Friday, May 1, 2009

The VORTEX2 project is about to begin. We have been working on asking which questions about tornadoes are most important, designing VORTEX2, planning, writing proposals, gathering community input, more planning, etc. for several years. With substantial funding from the National Science Foundation and the National Oceanic and Atmospheric Administration, several universities, government labs, and private companies are coming together to begin the largest, most ambitious tornado project ever. It all starts in several days.

I run the Center for Severe Weather Research in Boulder Colorado, and perhaps the largest individual group within VORTEX2. We will be fielding 3 radars, 4 mobile mesonet vehicles which deploy a total of 12 tornado pods, and support vehicles, operated by a staff of about 24, ranging in background from senior engineers and meteorologists, recent PhD's, to current graduate and undergraduate students.

We hope to leave Boulder very very soon so that we can get in a week of practice before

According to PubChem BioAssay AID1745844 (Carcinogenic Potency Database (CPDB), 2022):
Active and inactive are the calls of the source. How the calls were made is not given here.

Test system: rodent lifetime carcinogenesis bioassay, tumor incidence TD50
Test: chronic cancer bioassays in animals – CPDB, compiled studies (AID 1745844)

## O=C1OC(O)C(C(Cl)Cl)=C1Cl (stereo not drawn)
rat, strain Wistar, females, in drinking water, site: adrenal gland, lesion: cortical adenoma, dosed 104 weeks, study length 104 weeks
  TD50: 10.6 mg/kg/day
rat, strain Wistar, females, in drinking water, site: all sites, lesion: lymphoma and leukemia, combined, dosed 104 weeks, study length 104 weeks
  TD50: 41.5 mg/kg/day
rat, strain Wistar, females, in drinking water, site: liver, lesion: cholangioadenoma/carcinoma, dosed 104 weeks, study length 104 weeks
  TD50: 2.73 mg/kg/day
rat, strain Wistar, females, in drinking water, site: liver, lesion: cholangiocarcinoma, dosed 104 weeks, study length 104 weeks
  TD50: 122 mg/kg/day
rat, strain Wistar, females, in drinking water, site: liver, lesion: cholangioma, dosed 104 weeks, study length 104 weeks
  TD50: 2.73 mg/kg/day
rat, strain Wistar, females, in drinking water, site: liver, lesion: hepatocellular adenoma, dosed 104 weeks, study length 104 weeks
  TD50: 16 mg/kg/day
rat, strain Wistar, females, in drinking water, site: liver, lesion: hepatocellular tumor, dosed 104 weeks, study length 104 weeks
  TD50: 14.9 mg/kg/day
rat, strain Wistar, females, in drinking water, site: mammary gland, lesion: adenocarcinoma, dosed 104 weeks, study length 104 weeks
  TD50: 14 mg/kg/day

the main VORTEX2 operation starts. Preparations are ongoing at a frenetic pace. We're my dedicated, but a bit burnt out, crew is here from 0800 to 2300 every single day. (Is it a weekend? Not in the CSWR DOW hangar.)

I'll be introducing our vehicles, instruments and crew in upcoming posts. For now, just one
picture of our two new DOW radars. One is raised up next to the other since we had to drain all the diesel fuel from our newest truck so it could pass its initial registration weigh in (yep, it is legal to drain the fuel). We had to come in at 25,999 lbs or less, we squeaked in at 25,940.


  1. When I watch tornadoes from the US Midwest on YouTube, all the tornadoes spin the same direction--the debris runs in a counter-clockwise arc. I've seen video of only one tornado going clockwise, and the video was from Australia (although most of the Australian videos show tornadoes going ccw.)

    Why do almost all tornadoes go counterclockwise?

  2. This is very exciting! I'll be visiting often to share in your mission. Thanks for blogging about this!